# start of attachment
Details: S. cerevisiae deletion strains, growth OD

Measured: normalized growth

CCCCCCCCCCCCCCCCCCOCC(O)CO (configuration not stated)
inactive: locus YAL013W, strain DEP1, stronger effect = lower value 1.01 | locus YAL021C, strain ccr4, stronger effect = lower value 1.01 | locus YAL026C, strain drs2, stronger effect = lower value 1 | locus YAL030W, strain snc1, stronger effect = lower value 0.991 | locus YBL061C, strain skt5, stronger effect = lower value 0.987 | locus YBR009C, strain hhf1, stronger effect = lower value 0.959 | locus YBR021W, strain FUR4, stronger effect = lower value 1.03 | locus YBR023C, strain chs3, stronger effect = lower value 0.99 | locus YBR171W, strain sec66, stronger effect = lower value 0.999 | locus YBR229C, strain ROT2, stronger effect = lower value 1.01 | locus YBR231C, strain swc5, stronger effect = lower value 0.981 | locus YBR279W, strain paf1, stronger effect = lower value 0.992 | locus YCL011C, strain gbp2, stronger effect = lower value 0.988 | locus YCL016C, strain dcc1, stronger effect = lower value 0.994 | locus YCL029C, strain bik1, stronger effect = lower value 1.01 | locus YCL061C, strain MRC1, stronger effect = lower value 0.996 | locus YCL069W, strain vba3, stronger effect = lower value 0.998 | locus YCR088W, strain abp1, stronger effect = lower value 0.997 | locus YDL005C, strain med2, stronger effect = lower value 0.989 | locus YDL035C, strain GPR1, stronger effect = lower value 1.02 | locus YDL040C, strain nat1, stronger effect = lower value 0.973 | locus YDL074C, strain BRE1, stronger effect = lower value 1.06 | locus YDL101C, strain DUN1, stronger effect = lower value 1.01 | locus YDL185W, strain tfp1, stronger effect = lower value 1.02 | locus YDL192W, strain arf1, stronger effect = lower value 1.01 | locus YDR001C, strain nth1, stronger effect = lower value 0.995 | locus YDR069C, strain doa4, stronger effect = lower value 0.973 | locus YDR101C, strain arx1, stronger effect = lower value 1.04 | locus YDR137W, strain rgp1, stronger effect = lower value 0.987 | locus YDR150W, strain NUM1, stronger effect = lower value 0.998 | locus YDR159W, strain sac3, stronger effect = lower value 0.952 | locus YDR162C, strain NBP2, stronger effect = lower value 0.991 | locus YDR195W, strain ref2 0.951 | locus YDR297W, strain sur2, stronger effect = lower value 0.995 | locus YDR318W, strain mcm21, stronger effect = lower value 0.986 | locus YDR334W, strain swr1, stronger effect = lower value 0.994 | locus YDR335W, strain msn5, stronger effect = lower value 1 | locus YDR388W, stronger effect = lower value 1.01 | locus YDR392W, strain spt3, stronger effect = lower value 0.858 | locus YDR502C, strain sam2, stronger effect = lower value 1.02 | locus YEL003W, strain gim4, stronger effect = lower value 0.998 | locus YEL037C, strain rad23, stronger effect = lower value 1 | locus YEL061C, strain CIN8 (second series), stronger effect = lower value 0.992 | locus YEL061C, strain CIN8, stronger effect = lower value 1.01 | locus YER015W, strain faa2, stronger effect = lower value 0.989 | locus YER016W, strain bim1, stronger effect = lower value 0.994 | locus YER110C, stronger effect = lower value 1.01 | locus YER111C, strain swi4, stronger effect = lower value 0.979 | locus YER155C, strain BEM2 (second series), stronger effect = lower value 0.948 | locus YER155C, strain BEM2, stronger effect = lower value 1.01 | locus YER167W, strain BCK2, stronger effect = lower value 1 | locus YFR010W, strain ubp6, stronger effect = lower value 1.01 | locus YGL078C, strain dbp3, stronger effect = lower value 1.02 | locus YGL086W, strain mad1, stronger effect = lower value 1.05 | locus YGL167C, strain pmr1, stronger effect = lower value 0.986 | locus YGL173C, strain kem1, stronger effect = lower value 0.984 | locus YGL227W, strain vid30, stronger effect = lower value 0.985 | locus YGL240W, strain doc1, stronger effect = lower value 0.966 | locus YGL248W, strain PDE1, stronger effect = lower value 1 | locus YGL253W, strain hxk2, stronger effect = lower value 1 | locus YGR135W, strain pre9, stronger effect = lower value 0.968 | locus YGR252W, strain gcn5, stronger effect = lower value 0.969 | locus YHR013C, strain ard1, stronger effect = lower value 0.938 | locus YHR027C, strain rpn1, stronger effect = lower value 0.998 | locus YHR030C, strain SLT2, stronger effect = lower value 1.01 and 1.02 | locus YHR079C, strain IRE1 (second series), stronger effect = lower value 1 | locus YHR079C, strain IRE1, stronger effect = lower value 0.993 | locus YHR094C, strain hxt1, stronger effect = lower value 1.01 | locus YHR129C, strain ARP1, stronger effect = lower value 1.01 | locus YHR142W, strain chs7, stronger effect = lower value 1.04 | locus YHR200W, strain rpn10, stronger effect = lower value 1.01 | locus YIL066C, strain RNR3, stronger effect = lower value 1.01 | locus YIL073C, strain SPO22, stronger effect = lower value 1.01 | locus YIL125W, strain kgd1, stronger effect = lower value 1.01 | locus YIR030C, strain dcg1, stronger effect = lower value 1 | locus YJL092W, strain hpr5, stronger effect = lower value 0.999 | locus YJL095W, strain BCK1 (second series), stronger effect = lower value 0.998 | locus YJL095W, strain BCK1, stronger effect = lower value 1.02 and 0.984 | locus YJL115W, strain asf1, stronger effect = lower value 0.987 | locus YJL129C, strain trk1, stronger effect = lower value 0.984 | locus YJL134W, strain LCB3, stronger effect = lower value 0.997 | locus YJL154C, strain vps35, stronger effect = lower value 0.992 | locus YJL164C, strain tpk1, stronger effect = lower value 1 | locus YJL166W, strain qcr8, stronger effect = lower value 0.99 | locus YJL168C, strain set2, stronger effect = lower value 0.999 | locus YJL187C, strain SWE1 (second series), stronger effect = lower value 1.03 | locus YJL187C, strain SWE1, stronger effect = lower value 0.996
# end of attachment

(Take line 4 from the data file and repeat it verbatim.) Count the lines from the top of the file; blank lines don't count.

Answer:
inactive: locus YAL013W, strain DEP1, stronger effect = lower value 1.01 | locus YAL021C, strain ccr4, stronger effect = lower value 1.01 | locus YAL026C, strain drs2, stronger effect = lower value 1 | locus YAL030W, strain snc1, stronger effect = lower value 0.991 | locus YBL061C, strain skt5, stronger effect = lower value 0.987 | locus YBR009C, strain hhf1, stronger effect = lower value 0.959 | locus YBR021W, strain FUR4, stronger effect = lower value 1.03 | locus YBR023C, strain chs3, stronger effect = lower value 0.99 | locus YBR171W, strain sec66, stronger effect = lower value 0.999 | locus YBR229C, strain ROT2, stronger effect = lower value 1.01 | locus YBR231C, strain swc5, stronger effect = lower value 0.981 | locus YBR279W, strain paf1, stronger effect = lower value 0.992 | locus YCL011C, strain gbp2, stronger effect = lower value 0.988 | locus YCL016C, strain dcc1, stronger effect = lower value 0.994 | locus YCL029C, strain bik1, stronger effect = lower value 1.01 | locus YCL061C, strain MRC1, stronger effect = lower value 0.996 | locus YCL069W, strain vba3, stronger effect = lower value 0.998 | locus YCR088W, strain abp1, stronger effect = lower value 0.997 | locus YDL005C, strain med2, stronger effect = lower value 0.989 | locus YDL035C, strain GPR1, stronger effect = lower value 1.02 | locus YDL040C, strain nat1, stronger effect = lower value 0.973 | locus YDL074C, strain BRE1, stronger effect = lower value 1.06 | locus YDL101C, strain DUN1, stronger effect = lower value 1.01 | locus YDL185W, strain tfp1, stronger effect = lower value 1.02 | locus YDL192W, strain arf1, stronger effect = lower value 1.01 | locus YDR001C, strain nth1, stronger effect = lower value 0.995 | locus YDR069C, strain doa4, stronger effect = lower value 0.973 | locus YDR101C, strain arx1, stronger effect = lower value 1.04 | locus YDR137W, strain rgp1, stronger effect = lower value 0.987 | locus YDR150W, strain NUM1, stronger effect = lower value 0.998 | locus YDR159W, strain sac3, stronger effect = lower value 0.952 | locus YDR162C, strain NBP2, stronger effect = lower value 0.991 | locus YDR195W, strain ref2 0.951 | locus YDR297W, strain sur2, stronger effect = lower value 0.995 | locus YDR318W, strain mcm21, stronger effect = lower value 0.986 | locus YDR334W, strain swr1, stronger effect = lower value 0.994 | locus YDR335W, strain msn5, stronger effect = lower value 1 | locus YDR388W, stronger effect = lower value 1.01 | locus YDR392W, strain spt3, stronger effect = lower value 0.858 | locus YDR502C, strain sam2, stronger effect = lower value 1.02 | locus YEL003W, strain gim4, stronger effect = lower value 0.998 | locus YEL037C, strain rad23, stronger effect = lower value 1 | locus YEL061C, strain CIN8 (second series), stronger effect = lower value 0.992 | locus YEL061C, strain CIN8, stronger effect = lower value 1.01 | locus YER015W, strain faa2, stronger effect = lower value 0.989 | locus YER016W, strain bim1, stronger effect = lower value 0.994 | locus YER110C, stronger effect = lower value 1.01 | locus YER111C, strain swi4, stronger effect = lower value 0.979 | locus YER155C, strain BEM2 (second series), stronger effect = lower value 0.948 | locus YER155C, strain BEM2, stronger effect = lower value 1.01 | locus YER167W, strain BCK2, stronger effect = lower value 1 | locus YFR010W, strain ubp6, stronger effect = lower value 1.01 | locus YGL078C, strain dbp3, stronger effect = lower value 1.02 | locus YGL086W, strain mad1, stronger effect = lower value 1.05 | locus YGL167C, strain pmr1, stronger effect = lower value 0.986 | locus YGL173C, strain kem1, stronger effect = lower value 0.984 | locus YGL227W, strain vid30, stronger effect = lower value 0.985 | locus YGL240W, strain doc1, stronger effect = lower value 0.966 | locus YGL248W, strain PDE1, stronger effect = lower value 1 | locus YGL253W, strain hxk2, stronger effect = lower value 1 | locus YGR135W, strain pre9, stronger effect = lower value 0.968 | locus YGR252W, strain gcn5, stronger effect = lower value 0.969 | locus YHR013C, strain ard1, stronger effect = lower value 0.938 | locus YHR027C, strain rpn1, stronger effect = lower value 0.998 | locus YHR030C, strain SLT2, stronger effect = lower value 1.01 and 1.02 | locus YHR079C, strain IRE1 (second series), stronger effect = lower value 1 | locus YHR079C, strain IRE1, stronger effect = lower value 0.993 | locus YHR094C, strain hxt1, stronger effect = lower value 1.01 | locus YHR129C, strain ARP1, stronger effect = lower value 1.01 | locus YHR142W, strain chs7, stronger effect = lower value 1.04 | locus YHR200W, strain rpn10, stronger effect = lower value 1.01 | locus YIL066C, strain RNR3, stronger effect = lower value 1.01 | locus YIL073C, strain SPO22, stronger effect = lower value 1.01 | locus YIL125W, strain kgd1, stronger effect = lower value 1.01 | locus YIR030C, strain dcg1, stronger effect = lower value 1 | locus YJL092W, strain hpr5, stronger effect = lower value 0.999 | locus YJL095W, strain BCK1 (second series), stronger effect = lower value 0.998 | locus YJL095W, strain BCK1, stronger effect = lower value 1.02 and 0.984 | locus YJL115W, strain asf1, stronger effect = lower value 0.987 | locus YJL129C, strain trk1, stronger effect = lower value 0.984 | locus YJL134W, strain LCB3, stronger effect = lower value 0.997 | locus YJL154C, strain vps35, stronger effect = lower value 0.992 | locus YJL164C, strain tpk1, stronger effect = lower value 1 | locus YJL166W, strain qcr8, stronger effect = lower value 0.99 | locus YJL168C, strain set2, stronger effect = lower value 0.999 | locus YJL187C, strain SWE1 (second series), stronger effect = lower value 1.03 | locus YJL187C, strain SWE1, stronger effect = lower value 0.996